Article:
But he’s also one heck of a writing teacher, and as someone who also reads a great deal of student writing in my role with the IB program, I wanted to discuss how he gets kids to grow as writers and, ultimately, communicators. This conversation, then, largely revolves around those two ideas and I savored every moment of this talk, both in the moment and while listening to it again before publication. I hope that you enjoy it as much as I have.

Thanks for listening, everyone! Enjoy the first back week with your students!

P.S. – Although this is not one of the tweets I read at the end, I intentionally skipped this one in the feed because I thought it would be a great post script/first day message from Derek. If you are on Twitter and need a burst of positivity relating to the kids or classroom, you can follow him @derekjathomas

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What Every Florida Legislator Should Feel For Letting It Get This Bad…

Dear Fellow Floridian:

Click Play.

Like what you heard? Sharing is caring 😉

Have an awesome weekend, everyone!

*Correction* – in 2014 there were three A-rated districts (not four); the 800% increase has resulted in 24 “A-rated” districts currently in 2019.

P.S. – Don’t forger to download, display and share your #InfographicOfShame!4544F7E3-3701-41B7-A509-9F2CD4445295

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Rob Kriete, President of Hillsborough Classroom Teachers Association

I remember talking to my mom about that and letting her know I wanted to be a teacher and the look on her face. It wasn’t that look of excitement. It was: “why would you choose to do something that is so hard, that pays so little, and has so little respect societally?”…

And I had to explain to her that I had to do it because it’s who I am, and teaching is important and that’s why I do it. And it matters. And so, that’s ultimately what led me here to become—and run for—union president. Because I believe that I want to make sure that every teacher gets that respect and has that ability to say, “Hey, I’m a teacher. I’m proud. Because what I do is very important for myself, my community, my school, and society overall.” – Rob Kriete

Rob Kriete spent his first 24 years in the classroom at the middle and high school levels. Last year, he appeared on the Teacher Voice podcast as a candidate for the presidency of HCTA; this year, he returns after one full year on the job. We sat down to discuss the learning curve of taking over the local for the 8th largest school district in the U.S.; what he is trying to accomplish moving forward this year; this past legislative session; why he became a teacher and so much more.

If you’d like to learn more about or join Hillsborough Classroom Teachers Association, you can click here. Thanks for listening and sharing with others, everyone!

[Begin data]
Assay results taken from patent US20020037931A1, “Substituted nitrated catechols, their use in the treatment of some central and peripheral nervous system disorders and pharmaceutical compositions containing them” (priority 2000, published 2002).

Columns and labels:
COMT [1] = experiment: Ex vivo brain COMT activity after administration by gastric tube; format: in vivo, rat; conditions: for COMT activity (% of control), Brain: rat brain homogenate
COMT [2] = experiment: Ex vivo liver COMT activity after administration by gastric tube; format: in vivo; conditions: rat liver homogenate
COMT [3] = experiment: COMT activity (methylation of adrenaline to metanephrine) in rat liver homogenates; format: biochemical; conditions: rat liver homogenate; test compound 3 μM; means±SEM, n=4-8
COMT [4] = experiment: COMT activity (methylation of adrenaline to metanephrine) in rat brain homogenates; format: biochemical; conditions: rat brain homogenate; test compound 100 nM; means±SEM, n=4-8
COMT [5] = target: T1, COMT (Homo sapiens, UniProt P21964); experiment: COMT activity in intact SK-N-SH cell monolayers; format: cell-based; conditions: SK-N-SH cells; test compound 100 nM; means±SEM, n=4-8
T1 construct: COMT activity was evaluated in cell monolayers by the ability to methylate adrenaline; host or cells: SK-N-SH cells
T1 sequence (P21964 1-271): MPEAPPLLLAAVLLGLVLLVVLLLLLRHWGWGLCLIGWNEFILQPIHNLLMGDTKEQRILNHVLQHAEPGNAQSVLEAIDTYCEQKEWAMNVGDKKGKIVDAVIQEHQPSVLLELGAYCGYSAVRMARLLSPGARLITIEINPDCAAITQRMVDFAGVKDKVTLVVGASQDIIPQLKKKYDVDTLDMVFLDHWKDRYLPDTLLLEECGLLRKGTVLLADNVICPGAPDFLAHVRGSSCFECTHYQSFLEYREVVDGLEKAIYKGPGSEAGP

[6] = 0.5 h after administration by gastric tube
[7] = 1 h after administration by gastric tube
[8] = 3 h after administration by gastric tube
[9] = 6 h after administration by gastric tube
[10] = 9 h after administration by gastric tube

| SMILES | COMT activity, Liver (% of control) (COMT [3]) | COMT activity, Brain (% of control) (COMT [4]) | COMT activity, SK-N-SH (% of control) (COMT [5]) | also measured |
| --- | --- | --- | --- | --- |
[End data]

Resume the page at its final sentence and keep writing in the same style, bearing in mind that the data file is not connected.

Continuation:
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Dr. Heidi Maier, elected Superintendent of Marion County Public Schools

Dr. Heidi Maier’s original dream job did not involve becoming an educator.

Luckily, however, in a flash of insight on a local college campus one early June morning many years ago, she realized that becoming a teacher and helping “her kids” (of which she is now mother to approximately 43,000 of them) was what she was meant to do. In this engaging conversation, Heidi and I discuss her rise from elementary classroom teacher, to early education college professor, to deciding to run for Superintendent of Marion County Schools during a casual conversation with friends. Sharing some of the recent successes and challenges in Marion, Heidi and I also discuss local control through textbook adoption; fending off challenged books in school libraries; and how much students are stressed out by all the testing yet continue to make gains.

If you’d like to learn more about Dr. Heidi Maier and Marion County Schools, click here. As always, thank you so much for listening to this episode of the Teacher Voice podcast. Please share if you know others who may be interested and enjoy your week!

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Seth Federman, HCPS teacher and doctoral student at Florida Southern.

This episode of the Teacher Voice podcast features Seth Federman, a product of Florida public schools who has studied at FSU, Harvard, and is currently working on his doctoral degree with a focus on mental health issues surrounding education, making this an important and timely follow up to last month’s conversation with Bianca Goolsby.

Seth first came to my attention when he asked to write a guest post for the blog, which was “Band-Aids for Broken Bones“. His second post, “PTSD and Teachers“, clearly resonated with many people considering how much people read, commented and shared. So when Seth asked to be on the podcast I figured this would be the perfect time to discuss what so often is never talked about–how teachers are often left to deal with their own stress and resulting mental health issues with few to no supports.

Please listen to and share this important conversation with others, especially fellow educators who may be struggling with these issues.